Madam Speaker, I would like to start by reminding hon. members of the purpose of the debate we are engaged in today.
The debate is on a motion tabled by the federal Minister of Human Resources Development, that a committee of the House be directed to consult broadly, to-as the motion says-analyse and to make recommendations regarding the modernization and restructuring of Canada's social security system.
If this motion were tabled in any other Parliament, we would be inclined to think it was good news. In the normal course of events, a government may wish to review its social programs in order to improve them, to make them more productive, as they say, and provide more protection and security for those in our society who need it most.
Unfortunately, I have the impression that today, this motion is not good news for Canadian men and women. There may be are some disturbing developments if we consider that since the very beginning of the election campaign, the focus has been on the economy, to the exclusion of all other issues in this country.
As you know, Madam Speaker, whenever we talk about the economy, financial problems and challenges to social choices, the prime concern of the people who engage in this exercise is to cut social programs. The government must take on a very heavy financial burden to honour its commitments to the most vulnerable in our society, as expressed in the social programs put in place over the years by a succession of parliaments.
Inevitably, because of the very size of this budget item, whenever there is talk of cutting back and restructuring, social programs are the obvious target for all these people who can lobby the government and the Minister of Finance.
Listen to what the wealthiest members of the business community have to say about tackling Canada's budget problems. Most of them would tell you: Cut social programs. Too many people are abusing these programs. Too many people are getting around the system and drawing benefits without being entitled to them.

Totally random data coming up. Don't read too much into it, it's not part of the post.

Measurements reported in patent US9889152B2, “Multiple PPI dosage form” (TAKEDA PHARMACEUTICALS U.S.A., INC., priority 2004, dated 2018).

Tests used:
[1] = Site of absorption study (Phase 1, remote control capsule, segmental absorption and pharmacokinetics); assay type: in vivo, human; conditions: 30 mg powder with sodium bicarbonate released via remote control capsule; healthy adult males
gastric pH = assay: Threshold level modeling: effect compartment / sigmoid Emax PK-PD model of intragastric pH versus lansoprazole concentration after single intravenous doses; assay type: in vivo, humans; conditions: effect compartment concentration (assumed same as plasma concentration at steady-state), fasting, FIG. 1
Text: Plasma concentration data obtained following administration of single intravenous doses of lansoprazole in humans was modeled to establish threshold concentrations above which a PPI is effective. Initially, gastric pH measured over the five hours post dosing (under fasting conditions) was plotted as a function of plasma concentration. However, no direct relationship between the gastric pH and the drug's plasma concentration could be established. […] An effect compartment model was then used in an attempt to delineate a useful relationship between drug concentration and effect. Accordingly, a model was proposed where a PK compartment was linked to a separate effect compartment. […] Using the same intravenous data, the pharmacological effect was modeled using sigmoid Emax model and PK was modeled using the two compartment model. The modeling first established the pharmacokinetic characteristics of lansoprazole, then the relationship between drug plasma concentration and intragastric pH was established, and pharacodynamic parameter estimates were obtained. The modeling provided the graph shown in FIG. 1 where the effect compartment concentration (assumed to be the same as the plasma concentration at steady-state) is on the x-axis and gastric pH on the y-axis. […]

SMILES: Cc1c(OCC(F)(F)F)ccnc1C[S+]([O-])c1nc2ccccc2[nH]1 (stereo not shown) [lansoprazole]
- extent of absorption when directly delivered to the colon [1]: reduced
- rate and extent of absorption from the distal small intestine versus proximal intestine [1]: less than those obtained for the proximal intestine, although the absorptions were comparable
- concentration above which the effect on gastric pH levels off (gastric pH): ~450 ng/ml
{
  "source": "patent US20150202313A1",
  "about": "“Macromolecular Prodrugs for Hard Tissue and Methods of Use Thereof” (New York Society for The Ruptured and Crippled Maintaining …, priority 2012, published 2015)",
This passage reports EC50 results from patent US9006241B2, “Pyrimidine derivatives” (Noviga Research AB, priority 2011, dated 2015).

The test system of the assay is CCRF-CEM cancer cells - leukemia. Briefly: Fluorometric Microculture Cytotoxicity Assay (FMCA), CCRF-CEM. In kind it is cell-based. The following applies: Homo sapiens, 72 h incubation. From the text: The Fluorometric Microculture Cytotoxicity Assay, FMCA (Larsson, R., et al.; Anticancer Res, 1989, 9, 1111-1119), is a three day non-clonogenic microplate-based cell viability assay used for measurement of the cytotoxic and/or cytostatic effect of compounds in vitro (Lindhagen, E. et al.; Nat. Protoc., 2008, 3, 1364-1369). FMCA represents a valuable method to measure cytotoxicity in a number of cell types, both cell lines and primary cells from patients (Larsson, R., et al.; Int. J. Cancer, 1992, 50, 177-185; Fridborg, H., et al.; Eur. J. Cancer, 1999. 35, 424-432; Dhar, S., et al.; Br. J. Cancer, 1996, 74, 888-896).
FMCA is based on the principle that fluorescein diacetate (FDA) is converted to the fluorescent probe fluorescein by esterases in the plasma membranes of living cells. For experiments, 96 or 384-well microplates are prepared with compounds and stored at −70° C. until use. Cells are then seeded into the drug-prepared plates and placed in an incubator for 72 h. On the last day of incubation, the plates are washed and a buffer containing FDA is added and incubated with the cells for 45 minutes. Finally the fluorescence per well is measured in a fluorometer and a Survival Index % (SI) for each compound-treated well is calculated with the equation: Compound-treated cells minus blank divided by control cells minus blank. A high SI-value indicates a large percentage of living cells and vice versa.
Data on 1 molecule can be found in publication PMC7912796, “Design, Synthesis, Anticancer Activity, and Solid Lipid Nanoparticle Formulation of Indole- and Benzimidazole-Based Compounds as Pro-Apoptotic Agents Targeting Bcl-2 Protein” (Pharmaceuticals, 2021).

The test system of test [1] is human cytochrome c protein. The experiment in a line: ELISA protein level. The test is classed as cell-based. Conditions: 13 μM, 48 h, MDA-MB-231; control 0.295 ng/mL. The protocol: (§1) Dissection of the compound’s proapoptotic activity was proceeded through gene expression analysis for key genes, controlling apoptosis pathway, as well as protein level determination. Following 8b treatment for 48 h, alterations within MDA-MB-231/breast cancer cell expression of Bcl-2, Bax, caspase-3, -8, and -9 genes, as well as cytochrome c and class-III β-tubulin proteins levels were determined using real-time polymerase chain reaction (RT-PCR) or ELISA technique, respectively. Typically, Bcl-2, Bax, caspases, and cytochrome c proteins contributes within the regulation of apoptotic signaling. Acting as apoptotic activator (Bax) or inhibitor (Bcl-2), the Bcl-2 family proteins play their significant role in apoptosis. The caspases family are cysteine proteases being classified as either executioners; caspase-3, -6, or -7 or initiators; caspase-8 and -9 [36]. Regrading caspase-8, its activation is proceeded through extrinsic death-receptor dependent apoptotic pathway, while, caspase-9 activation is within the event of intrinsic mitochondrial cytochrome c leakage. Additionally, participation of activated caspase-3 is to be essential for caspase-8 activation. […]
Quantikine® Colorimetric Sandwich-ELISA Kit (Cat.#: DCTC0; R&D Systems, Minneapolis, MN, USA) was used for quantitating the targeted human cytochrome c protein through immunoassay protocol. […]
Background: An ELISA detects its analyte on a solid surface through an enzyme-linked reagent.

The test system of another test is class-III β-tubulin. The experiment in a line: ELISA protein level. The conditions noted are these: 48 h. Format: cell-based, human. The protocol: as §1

They will tell you also this is common practice and that there are welfare recipients in the provinces who abuse the system. They describe one or two or three cases of fraud with a great deal of emphasis, to show the system works and how taxpayers' money is wasted. That is the kind of answer you get, Madam Speaker, when you put this question to the people in our society who are well off.
When do you hear a wealthy businessman, the member of a wealthy industrial dynasty, say that 2,384 cases of fraud in such and such an area or over a year or over two years, together represent a quarter of a tenth of half of what he saves in income tax in his family trust or through tax shelters to which he has access? We have reached the point in this country where whenever a welfare recipient or a unemployed worker is caught in the act of trying to save his daily pittance and is tempted to defraud one of the social programs, such cases are given a lot of publicity. Every time they are right there on the front page, grist to the mill of people who argue against helping the neediest in our society.
Tell me, Madam Speaker, when do you hear people wonder, worry, or rebel because some succeed in saving-I use the term saving out of politeness-taxes through all kinds of legal and sometimes not so legal ploys? In any case, our society treats like heroes those who manage to avoid paying taxes.
There are even companies putting ads in the newspapers saying: "Come and see us. We are experts on tax shelters. You do not want to pay any taxes? This is the place to come". Our society is now at the point where it puts on a pedestal those who somehow succeed in avoiding paying taxes and giving their due to the tax man. On the other hand, every time a welfare recipient
living well below the poverty level manages to defraud the system, there is a general outcry right across the country.
In this context, and at this stage, we are concerned by the minister's initiative. We are concerned because we know those who support the members opposite. We know the economic interests which have brought this government to power; its supporters are among the wealthiest in our society and they have direct channels of communications, not with the secretaries of state, but with the senior ministers in the Cabinet. It is those people who hold real power and who influence the decision process.